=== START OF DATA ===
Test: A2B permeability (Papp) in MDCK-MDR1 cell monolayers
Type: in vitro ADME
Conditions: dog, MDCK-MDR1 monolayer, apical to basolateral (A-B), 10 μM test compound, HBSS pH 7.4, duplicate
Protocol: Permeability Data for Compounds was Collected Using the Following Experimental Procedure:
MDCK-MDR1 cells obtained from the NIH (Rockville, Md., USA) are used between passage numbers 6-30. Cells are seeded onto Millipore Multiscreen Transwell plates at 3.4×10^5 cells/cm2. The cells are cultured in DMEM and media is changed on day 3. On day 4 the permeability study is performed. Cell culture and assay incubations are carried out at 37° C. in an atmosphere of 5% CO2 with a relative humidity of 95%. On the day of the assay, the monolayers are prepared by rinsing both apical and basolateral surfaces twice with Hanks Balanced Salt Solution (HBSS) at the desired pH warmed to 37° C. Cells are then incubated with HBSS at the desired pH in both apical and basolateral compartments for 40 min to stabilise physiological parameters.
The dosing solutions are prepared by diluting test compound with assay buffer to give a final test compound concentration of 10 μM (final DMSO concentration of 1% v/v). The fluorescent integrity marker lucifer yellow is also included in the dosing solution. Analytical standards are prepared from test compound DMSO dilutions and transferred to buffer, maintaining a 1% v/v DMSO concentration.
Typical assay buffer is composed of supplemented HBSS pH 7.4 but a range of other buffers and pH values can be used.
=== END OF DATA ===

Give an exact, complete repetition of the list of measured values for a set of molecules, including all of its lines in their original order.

Test: A2B permeability (Papp) in MDCK-MDR1 cell monolayers
Type: in vitro ADME
Conditions: dog, MDCK-MDR1 monolayer, apical to basolateral (A-B), 10 μM test compound, HBSS pH 7.4, duplicate
Protocol: Permeability Data for Compounds was Collected Using the Following Experimental Procedure:
MDCK-MDR1 cells obtained from the NIH (Rockville, Md., USA) are used between passage numbers 6-30. Cells are seeded onto Millipore Multiscreen Transwell plates at 3.4×10^5 cells/cm2. The cells are cultured in DMEM and media is changed on day 3. On day 4 the permeability study is performed. Cell culture and assay incubations are carried out at 37° C. in an atmosphere of 5% CO2 with a relative humidity of 95%. On the day of the assay, the monolayers are prepared by rinsing both apical and basolateral surfaces twice with Hanks Balanced Salt Solution (HBSS) at the desired pH warmed to 37° C. Cells are then incubated with HBSS at the desired pH in both apical and basolateral compartments for 40 min to stabilise physiological parameters.
The dosing solutions are prepared by diluting test compound with assay buffer to give a final test compound concentration of 10 μM (final DMSO concentration of 1% v/v). The fluorescent integrity marker lucifer yellow is also included in the dosing solution. Analytical standards are prepared from test compound DMSO dilutions and transferred to buffer, maintaining a 1% v/v DMSO concentration.
Typical assay buffer is composed of supplemented HBSS pH 7.4 but a range of other buffers and pH values can be used.